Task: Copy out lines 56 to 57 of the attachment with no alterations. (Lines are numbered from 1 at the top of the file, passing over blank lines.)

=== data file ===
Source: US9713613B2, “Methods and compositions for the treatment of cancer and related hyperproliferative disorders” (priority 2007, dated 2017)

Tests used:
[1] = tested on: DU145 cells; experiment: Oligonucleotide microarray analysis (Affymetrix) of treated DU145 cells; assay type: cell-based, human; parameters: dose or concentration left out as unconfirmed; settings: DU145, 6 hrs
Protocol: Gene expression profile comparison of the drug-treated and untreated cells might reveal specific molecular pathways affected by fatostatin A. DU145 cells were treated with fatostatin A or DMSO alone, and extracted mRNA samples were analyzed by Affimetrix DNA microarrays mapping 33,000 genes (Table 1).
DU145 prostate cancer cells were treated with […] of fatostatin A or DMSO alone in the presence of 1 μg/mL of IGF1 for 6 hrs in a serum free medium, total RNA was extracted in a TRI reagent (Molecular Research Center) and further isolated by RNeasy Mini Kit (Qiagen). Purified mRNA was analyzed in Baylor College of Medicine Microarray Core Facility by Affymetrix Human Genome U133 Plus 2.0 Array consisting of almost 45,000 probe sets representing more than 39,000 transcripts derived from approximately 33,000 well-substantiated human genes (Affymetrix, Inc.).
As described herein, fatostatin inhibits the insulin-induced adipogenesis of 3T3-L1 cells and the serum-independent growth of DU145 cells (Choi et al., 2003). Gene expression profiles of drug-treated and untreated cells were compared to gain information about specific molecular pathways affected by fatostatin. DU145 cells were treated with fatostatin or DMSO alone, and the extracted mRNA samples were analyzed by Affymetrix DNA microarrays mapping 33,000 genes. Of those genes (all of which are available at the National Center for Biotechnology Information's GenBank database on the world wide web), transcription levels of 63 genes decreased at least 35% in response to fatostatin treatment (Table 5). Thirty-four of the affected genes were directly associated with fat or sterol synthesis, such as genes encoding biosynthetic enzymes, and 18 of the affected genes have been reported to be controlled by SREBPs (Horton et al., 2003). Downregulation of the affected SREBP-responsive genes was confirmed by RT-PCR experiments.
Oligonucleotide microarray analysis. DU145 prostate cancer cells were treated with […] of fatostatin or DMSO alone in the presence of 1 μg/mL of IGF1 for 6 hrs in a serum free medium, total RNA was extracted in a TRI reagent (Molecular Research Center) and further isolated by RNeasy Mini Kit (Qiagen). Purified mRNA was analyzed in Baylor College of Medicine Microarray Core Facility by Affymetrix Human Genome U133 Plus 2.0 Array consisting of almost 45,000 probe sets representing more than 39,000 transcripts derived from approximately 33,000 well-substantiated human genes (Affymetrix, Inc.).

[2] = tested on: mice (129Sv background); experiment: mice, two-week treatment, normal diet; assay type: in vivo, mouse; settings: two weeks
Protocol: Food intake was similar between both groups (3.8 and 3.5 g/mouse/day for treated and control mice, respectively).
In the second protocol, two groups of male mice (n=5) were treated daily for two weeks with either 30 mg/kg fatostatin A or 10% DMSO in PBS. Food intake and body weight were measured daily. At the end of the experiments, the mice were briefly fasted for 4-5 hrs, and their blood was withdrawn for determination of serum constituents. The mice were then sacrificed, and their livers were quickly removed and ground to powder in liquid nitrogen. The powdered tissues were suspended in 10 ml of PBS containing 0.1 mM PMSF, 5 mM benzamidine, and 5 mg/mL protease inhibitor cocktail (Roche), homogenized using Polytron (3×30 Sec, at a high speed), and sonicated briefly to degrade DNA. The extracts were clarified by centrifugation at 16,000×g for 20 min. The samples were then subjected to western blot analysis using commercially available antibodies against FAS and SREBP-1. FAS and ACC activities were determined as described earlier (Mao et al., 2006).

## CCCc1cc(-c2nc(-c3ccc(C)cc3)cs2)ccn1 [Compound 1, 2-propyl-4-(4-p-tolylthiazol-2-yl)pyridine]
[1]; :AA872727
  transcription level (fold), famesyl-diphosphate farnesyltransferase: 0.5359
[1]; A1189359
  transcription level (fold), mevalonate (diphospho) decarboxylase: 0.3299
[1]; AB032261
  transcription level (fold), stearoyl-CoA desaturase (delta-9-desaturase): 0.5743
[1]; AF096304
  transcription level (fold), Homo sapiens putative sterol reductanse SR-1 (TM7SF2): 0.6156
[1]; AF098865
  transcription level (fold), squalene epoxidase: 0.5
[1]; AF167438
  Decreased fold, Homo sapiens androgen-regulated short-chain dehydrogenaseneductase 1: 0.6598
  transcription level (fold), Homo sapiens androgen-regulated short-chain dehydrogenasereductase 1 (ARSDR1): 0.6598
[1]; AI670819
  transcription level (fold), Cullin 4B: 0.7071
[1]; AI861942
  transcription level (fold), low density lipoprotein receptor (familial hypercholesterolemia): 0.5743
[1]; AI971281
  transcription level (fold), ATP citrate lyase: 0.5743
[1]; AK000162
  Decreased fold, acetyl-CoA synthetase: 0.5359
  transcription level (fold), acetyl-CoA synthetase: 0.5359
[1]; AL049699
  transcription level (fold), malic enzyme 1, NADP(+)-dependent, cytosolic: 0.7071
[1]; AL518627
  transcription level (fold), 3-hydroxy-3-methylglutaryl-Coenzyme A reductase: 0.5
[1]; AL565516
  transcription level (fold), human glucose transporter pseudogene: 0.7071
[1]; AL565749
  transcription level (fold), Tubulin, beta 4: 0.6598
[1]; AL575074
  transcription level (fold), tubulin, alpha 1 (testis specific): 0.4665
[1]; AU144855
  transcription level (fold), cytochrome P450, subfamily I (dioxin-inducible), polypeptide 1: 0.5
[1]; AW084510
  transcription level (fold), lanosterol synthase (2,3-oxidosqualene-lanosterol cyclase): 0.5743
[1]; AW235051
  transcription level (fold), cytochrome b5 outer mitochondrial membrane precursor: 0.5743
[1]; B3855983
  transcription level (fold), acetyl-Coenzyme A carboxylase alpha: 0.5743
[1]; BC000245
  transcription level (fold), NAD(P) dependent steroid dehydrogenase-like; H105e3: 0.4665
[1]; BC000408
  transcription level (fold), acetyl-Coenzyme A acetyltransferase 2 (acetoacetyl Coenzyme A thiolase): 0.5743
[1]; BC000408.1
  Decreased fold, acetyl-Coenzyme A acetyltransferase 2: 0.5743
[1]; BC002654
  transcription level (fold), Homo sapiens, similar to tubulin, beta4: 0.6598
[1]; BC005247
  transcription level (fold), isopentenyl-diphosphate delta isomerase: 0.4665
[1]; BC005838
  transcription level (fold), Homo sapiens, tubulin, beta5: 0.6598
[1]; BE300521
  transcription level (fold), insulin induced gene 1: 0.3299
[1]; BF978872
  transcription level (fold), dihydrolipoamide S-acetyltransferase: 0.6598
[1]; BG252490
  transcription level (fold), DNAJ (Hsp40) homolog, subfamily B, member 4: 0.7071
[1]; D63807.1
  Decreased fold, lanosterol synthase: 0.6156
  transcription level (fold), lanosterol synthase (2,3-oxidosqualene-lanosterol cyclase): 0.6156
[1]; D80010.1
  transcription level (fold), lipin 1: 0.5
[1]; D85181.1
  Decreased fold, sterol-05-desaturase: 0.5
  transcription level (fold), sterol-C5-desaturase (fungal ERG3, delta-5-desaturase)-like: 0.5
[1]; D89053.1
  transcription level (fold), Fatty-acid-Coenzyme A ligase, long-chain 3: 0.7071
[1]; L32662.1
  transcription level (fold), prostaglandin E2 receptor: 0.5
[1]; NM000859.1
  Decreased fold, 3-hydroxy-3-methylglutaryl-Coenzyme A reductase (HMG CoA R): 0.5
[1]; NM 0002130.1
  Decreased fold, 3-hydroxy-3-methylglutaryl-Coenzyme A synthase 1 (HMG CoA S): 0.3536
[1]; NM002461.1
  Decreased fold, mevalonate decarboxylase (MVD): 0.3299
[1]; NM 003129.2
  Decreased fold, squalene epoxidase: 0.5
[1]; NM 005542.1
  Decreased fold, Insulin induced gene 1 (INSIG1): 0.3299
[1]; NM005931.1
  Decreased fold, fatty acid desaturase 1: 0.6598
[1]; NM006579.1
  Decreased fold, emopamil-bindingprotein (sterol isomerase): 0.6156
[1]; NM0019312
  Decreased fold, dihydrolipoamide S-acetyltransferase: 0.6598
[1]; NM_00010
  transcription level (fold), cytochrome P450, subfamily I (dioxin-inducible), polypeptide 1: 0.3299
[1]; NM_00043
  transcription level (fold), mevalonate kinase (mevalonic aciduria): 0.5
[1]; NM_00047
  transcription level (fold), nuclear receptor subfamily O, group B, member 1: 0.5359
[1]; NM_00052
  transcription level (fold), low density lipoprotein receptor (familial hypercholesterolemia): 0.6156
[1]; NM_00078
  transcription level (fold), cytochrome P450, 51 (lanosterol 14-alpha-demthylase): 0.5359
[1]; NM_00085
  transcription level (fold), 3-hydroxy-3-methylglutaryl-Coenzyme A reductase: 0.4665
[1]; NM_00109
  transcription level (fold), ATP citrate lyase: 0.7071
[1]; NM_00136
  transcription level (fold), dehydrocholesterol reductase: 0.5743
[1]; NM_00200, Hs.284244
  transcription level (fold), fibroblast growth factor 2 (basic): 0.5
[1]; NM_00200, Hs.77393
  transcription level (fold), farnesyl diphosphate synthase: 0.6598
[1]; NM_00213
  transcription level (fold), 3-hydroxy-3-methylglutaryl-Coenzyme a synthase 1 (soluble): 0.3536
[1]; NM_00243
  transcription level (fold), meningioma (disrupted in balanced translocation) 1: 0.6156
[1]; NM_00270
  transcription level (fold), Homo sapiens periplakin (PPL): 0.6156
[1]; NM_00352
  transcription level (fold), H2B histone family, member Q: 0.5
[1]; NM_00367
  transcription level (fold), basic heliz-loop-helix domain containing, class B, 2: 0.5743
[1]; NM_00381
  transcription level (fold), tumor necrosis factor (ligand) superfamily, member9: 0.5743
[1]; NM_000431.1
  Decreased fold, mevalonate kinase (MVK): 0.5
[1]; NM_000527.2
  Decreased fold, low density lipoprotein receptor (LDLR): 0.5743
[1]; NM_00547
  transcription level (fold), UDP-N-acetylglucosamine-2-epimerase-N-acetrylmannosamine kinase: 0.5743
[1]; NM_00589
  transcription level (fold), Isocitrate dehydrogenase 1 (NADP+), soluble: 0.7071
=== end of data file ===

[1]; BC000408.1
  Decreased fold, acetyl-Coenzyme A acetyltransferase 2: 0.5743